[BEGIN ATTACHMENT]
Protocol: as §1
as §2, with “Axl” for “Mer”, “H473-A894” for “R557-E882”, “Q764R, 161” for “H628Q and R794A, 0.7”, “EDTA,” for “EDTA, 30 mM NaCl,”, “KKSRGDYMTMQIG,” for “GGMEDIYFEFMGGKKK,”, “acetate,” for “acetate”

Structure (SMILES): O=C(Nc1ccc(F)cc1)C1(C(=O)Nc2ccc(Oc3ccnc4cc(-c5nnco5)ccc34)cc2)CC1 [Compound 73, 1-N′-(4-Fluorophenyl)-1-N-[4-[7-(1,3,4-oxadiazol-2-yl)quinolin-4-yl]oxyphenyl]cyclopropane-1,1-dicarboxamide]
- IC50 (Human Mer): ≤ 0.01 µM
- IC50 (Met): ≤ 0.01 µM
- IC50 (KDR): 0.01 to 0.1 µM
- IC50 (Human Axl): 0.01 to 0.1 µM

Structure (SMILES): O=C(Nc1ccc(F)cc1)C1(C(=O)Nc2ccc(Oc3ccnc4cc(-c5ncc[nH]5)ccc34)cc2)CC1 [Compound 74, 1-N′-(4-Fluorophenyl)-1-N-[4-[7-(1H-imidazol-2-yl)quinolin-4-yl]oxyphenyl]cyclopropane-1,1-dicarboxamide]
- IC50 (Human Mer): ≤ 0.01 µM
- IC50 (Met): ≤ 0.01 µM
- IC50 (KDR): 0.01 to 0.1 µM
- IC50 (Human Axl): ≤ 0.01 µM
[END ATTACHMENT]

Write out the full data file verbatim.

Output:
Protocol: as §1
as §2, with “Axl” for “Mer”, “H473-A894” for “R557-E882”, “Q764R, 161” for “H628Q and R794A, 0.7”, “EDTA,” for “EDTA, 30 mM NaCl,”, “KKSRGDYMTMQIG,” for “GGMEDIYFEFMGGKKK,”, “acetate,” for “acetate”

Structure (SMILES): O=C(Nc1ccc(F)cc1)C1(C(=O)Nc2ccc(Oc3ccnc4cc(-c5nnco5)ccc34)cc2)CC1 [Compound 73, 1-N′-(4-Fluorophenyl)-1-N-[4-[7-(1,3,4-oxadiazol-2-yl)quinolin-4-yl]oxyphenyl]cyclopropane-1,1-dicarboxamide]
- IC50 (Human Mer): ≤ 0.01 µM
- IC50 (Met): ≤ 0.01 µM
- IC50 (KDR): 0.01 to 0.1 µM
- IC50 (Human Axl): 0.01 to 0.1 µM

Structure (SMILES): O=C(Nc1ccc(F)cc1)C1(C(=O)Nc2ccc(Oc3ccnc4cc(-c5ncc[nH]5)ccc34)cc2)CC1 [Compound 74, 1-N′-(4-Fluorophenyl)-1-N-[4-[7-(1H-imidazol-2-yl)quinolin-4-yl]oxyphenyl]cyclopropane-1,1-dicarboxamide]
- IC50 (Human Mer): ≤ 0.01 µM
- IC50 (Met): ≤ 0.01 µM
- IC50 (KDR): 0.01 to 0.1 µM
- IC50 (Human Axl): ≤ 0.01 µM